Dr. P. K. Sen, PE, Fellow IEEE 28 [2012] IEEE IAS Distinguished Lecture Series
Professor, Colorado School of Mines Pune, Hyderabad, Chennai, and Delhi: India
Senior Consultant, NEI Electric Power Engineering, Inc. January, 2012



More Brain Tinker

Identify True (T), False (F) or Unclear, Unknown or Subjected to
Conditions and Add Brief Comments, as Appropriate.

1) Protective relaying is utilized to protect major power equipment against the
maximum fault current (short-circuit) only.


2) Per-unit values of currents on both sides of a two-winding transformer are
same.


3) Protective relays always use both the current and voltage signals for its
operation.


4) Protective relaying costs about 30% of the major power equipment it is
protecting.


5) In order to do proper relay settings calculations in a large scale (utility
oriented) power system, it is essential that you should have both 3-phase and
single-line-to-ground faults (bolted) information available at appropriate
locations including the current distribution.

6) Some form of polarizing (current and/or voltage) is needed for all directional
relays.


7) In a three-phase power system (under normal operation), at any point in the
system, both positive- and zero-sequence voltages are zero.






Dr. P. K. Sen, PE, Fellow IEEE 29 [2012] IEEE IAS Distinguished Lecture Series
Professor, Colorado School of Mines Pune, Hyderabad, Chennai, and Delhi: India
Senior Consultant, NEI Electric Power Engineering, Inc. January, 2012





8) To measure a 10,000A current in a normal power system application, we
need to use a CT. However, if the current is 100 A only, there is no need for
a CT.


9) To design a protective relaying scheme (during the conceptual design stage),
the three-line diagram and the AC, DC schematics, are absolutely essential.



10) In modern microprocessor based relaying scheme, auxiliary relays are not
used extensively to perform a variety of control functions and logic.


11) Modern day microprocessor relays perform more than relaying like event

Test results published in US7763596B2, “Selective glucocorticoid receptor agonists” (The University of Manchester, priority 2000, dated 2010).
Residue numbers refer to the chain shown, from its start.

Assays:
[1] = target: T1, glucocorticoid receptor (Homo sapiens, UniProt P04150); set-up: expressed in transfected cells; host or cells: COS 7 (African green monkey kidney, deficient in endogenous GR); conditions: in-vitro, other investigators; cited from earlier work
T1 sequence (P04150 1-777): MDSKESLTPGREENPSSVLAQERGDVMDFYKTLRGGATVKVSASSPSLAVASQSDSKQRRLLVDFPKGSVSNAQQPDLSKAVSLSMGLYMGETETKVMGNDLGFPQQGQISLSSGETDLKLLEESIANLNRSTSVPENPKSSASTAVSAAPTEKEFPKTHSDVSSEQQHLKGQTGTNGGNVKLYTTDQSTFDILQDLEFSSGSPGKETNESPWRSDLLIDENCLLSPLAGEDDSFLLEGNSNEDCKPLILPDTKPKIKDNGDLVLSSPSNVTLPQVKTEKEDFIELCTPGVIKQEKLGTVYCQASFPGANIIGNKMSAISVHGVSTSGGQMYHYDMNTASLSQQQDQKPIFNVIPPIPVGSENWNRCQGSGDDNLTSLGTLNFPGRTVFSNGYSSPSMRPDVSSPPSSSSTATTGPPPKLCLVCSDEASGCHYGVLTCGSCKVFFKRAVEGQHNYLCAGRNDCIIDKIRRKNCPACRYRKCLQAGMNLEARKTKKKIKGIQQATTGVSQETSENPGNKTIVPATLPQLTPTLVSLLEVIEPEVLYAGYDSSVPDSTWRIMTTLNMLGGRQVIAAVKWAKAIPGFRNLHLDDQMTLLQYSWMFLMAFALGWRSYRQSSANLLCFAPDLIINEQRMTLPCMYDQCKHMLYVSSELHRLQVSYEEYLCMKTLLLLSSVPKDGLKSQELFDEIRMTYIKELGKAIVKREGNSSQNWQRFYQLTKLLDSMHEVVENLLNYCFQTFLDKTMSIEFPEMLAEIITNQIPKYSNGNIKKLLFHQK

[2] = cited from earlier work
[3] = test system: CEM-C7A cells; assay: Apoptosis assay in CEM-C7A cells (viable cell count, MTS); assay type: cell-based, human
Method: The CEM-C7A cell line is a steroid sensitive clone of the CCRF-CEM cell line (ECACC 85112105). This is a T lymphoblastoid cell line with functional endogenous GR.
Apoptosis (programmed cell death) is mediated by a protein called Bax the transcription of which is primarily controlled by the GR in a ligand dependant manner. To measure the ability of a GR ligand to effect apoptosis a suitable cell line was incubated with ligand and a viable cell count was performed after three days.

recording, fault location detection, other control and monitoring functions.


12) In microprocessor based relays, for each function (defined by ANSI
Numbers), you need a separate relay.


13) Knowledge of polarity and phase-sequence is essential for proper relay
applications (selection).


14) In an ungrounded wye connected system, if one phase goes to ground, the
voltages of the other two phases goes up to the line voltages (with respect to
ground) of the system.







Dr. P. K. Sen, PE, Fellow IEEE 30 [2012] IEEE IAS Distinguished Lecture Series
Professor, Colorado School of Mines Pune, Hyderabad, Chennai, and Delhi: India
Senior Consultant, NEI Electric Power Engineering, Inc. January, 2012



15) In an ungrounded wye-connected power system, the neutral is always at
ground potential.


16) In a delta-wye connected two-winding transformer, there is a phase-shift of
30
o
(for positive sequence) between the primary and secondary line
quantities (voltage and currents), and the standard ANSI connection
recommends the low-voltage quantities to lead the high-voltage quantities.


17) In a 3-phase power system, zero-sequence currents for all three phases are
same.



18) In a three-phase power system with a delta-wye (grounded) transformer,
zero-sequence current flows (confined) within the delta windings (in the
loop).



19) For all faults involving ground, there will always be (in general) some zero-
sequence current in line.



20) Transformers of all sizes are always protected by differential relay.